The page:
Joan Didion – Thinking for one’s self involves mastery of the language
by Mr. Sheehy
They feed back exactly what is given them. Because they do not believe in words–words are for “typeheads,” Chester Anderson tells them, and a thought which needs words is just one more of those ego trips–their only proficient vocabulary is in the society’s platitudes. As it happens I am still committed to the idea that the ability to think for one’s self depends upon one’s mastery of the language, and I am not optimistic about children who will settle for saying, to indicate that their mother and father do not live together, that they come from “a broken home.” They are sixteen, fifteen, fourteen years old, younger all the time, an army of children waiting to be given the words.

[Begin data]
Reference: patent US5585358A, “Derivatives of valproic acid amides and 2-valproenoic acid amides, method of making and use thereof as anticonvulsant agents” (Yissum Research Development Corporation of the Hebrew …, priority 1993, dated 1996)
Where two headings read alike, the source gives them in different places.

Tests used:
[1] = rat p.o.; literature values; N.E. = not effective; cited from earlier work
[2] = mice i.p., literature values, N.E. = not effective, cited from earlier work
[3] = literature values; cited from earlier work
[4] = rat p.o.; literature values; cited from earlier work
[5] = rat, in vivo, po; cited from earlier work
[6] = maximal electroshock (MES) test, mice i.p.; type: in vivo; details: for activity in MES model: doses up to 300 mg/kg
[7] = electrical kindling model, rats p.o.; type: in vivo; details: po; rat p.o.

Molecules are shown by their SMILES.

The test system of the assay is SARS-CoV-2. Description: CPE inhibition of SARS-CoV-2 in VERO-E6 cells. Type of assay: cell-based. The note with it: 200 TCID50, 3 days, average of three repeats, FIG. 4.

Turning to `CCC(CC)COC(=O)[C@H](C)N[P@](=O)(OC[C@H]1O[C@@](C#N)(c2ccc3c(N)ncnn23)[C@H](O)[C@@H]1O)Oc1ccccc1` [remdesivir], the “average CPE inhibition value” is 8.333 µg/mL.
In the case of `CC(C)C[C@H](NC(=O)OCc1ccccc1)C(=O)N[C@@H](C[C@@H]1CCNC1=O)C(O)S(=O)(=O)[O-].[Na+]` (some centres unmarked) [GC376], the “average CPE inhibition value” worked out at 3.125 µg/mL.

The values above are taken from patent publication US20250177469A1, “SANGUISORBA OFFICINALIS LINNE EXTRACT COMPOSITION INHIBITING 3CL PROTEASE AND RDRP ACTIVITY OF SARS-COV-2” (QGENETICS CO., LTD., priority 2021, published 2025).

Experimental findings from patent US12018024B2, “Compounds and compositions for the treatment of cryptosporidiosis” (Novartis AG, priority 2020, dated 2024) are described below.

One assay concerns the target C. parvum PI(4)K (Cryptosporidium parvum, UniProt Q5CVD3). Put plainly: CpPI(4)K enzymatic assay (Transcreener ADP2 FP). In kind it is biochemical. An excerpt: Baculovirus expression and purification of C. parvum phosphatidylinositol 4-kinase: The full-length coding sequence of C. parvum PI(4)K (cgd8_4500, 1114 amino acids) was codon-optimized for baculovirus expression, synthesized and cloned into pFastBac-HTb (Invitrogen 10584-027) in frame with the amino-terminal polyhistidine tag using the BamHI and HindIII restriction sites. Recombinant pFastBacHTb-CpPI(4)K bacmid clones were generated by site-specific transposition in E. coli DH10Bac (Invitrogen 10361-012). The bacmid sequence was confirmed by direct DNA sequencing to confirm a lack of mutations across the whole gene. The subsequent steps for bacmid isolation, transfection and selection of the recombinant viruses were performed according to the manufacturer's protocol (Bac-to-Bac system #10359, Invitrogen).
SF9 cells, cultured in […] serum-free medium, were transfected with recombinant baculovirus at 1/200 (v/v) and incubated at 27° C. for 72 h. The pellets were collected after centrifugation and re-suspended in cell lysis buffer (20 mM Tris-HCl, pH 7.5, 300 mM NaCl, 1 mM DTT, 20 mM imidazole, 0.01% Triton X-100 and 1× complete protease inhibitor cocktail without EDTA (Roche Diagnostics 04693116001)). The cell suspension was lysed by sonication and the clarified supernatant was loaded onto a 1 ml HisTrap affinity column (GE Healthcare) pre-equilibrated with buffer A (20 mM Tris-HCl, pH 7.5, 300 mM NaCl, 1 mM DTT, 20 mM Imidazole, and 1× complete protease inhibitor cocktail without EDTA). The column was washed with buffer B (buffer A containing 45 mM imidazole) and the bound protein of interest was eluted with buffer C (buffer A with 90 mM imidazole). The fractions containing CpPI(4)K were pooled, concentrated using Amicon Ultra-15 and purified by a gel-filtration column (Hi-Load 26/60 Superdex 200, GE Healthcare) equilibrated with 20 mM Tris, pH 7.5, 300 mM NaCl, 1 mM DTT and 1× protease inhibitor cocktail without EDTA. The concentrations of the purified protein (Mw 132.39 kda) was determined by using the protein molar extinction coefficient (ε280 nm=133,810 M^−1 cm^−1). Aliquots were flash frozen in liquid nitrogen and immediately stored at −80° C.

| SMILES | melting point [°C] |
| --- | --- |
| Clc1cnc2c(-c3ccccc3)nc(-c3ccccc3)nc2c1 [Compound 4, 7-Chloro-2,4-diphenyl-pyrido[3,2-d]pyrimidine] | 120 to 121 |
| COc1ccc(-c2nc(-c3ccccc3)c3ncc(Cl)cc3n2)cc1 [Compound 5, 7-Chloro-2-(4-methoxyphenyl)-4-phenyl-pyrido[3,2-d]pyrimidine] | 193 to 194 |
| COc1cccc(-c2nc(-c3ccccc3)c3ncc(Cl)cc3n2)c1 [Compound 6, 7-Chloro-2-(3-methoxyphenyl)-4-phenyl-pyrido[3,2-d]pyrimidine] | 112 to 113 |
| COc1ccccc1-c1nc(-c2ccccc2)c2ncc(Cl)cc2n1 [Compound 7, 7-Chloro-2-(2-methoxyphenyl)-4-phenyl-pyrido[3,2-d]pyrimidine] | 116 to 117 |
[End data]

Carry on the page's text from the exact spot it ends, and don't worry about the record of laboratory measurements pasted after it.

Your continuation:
That from Joan Didion’s “Slouching Towards Bethlehem.” My quoting them by themselves deprives them of the power they earn from 39 pages of descriptive set up, but the words are still profound. They continue a conversation that includes Orwell and they help justify my teaching.